[ezcol_1half id=”” class=”” style=””]
HIGHEST UP-TEMPO OFFENSES
Play-per-game averages listed
[table “” not found /]
[ezcol_1half_end id=”” class=”” style=””]
Not so fast … Arizona coach Rich Rodriguez is saying about a proposed NCAA football rules change designed to slow down up-tempo offenses such as the Wildcats feature.
Apparently, Nick Saban and Bret Bielema would rather force legislation of slowing down no-huddle offenses rather than try to defend them.
The proposal of the NCAA rules committee announced Wednesday would allow defensive players to substitute within the first 10 seconds of the 40-second play clock, except for the final two minutes of each half. Current rules state that defensive players aren’t guaranteed the opportunity to substitute unless the offense first substitutes.
Rodriguez’s spread offense is predicated on an uptempo speed to run plays before the opposing defense is set. The Wildcats ranked seventh nationally in 2013 with an average of 83.2 plays per game. Bielema’s Arkansas team ranked No. 121 out of 125 FBS teams with 64.7 plays per game, while Saban’s Alabama team (65.9) was 116th.
Saban and Bielema argued last summer that up-tempo offenses are more likely to cause injuries for defensive players who can’t get off of the field in time.
“What’s next? You can only have three downs? If you play that extra down, you have more chance of injury.” — Arizona coach Rich Rodriguez
“This rules change is being made to enhance student-athlete safety by guaranteeing a small window for both teams to substitute,” Air Force coach Troy Calhoun, chair of the rules committee, said in a prepared statement. “As the average number of plays per game has increased, this issue has been discussed with greater frequency by the committee in recent years and we felt like it was time to act in the interests of protecting our student-athletes.”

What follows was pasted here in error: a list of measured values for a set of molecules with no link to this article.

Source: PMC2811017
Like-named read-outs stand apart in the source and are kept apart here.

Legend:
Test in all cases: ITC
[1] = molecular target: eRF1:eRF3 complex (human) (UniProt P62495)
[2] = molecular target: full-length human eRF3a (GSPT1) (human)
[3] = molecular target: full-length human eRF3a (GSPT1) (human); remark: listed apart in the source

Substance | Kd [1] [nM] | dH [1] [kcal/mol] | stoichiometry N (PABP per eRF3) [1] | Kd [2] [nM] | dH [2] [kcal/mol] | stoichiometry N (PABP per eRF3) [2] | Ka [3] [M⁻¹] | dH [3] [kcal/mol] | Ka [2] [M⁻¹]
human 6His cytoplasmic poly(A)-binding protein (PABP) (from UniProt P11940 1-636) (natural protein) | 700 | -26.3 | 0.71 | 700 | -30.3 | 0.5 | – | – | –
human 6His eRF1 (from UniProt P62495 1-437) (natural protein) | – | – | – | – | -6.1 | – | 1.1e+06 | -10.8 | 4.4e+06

According to ESPN.com, the committee, which met this week in Indianapolis, believes 10 seconds of substitution time wouldn’t inhibit offenses from operating quickly. Research indicates that offenses rarely snap the ball before 30 seconds remain on the play clock.
The NCAA’s playing rules oversight panel will discuss the proposed change March 6.
“It’s ridiculous,” Rodriguez told ESPN.com. “For me it goes back to the fundamental rules of football. The offense knows where they are going and when they are going to snap the ball. That’s their advantage. The defense is allowed to move all 11 guys before the ball is snapped. That’s their advantage.
“What’s next? You can only have three downs? If you play that extra down, you have more chance of injury.”
Rodriguez also told ESPN.com about the supposed increased chance of injuries for defenders: “If that was the case, wouldn’t every team that went fast in practice have more injuries?”
The committee also proposed removing a 15-yard penalty when replay officials overturn a targeting disqualification foul, as long as no other penalty is called on the play. The initial targeting policy stated that even if a targeting penalty is overturned and a player avoided an ejection, his team still would receive a 15-yard penalty. The add-on penalty received widespread criticism from coaches.